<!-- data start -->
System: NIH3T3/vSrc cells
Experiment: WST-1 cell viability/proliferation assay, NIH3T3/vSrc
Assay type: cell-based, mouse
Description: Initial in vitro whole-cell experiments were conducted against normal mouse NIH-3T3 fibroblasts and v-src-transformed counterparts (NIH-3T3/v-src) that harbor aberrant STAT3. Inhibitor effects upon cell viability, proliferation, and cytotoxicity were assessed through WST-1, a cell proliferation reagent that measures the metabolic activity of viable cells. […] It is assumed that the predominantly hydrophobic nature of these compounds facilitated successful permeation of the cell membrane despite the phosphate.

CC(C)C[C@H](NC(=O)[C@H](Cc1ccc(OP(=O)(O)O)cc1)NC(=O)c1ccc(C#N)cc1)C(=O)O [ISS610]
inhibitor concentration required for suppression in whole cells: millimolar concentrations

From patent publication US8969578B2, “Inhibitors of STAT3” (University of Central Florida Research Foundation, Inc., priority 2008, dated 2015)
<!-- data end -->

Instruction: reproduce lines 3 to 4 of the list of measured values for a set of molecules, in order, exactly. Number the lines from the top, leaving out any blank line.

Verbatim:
Assay type: cell-based, mouse
Description: Initial in vitro whole-cell experiments were conducted against normal mouse NIH-3T3 fibroblasts and v-src-transformed counterparts (NIH-3T3/v-src) that harbor aberrant STAT3. Inhibitor effects upon cell viability, proliferation, and cytotoxicity were assessed through WST-1, a cell proliferation reagent that measures the metabolic activity of viable cells. […] It is assumed that the predominantly hydrophobic nature of these compounds facilitated successful permeation of the cell membrane despite the phosphate.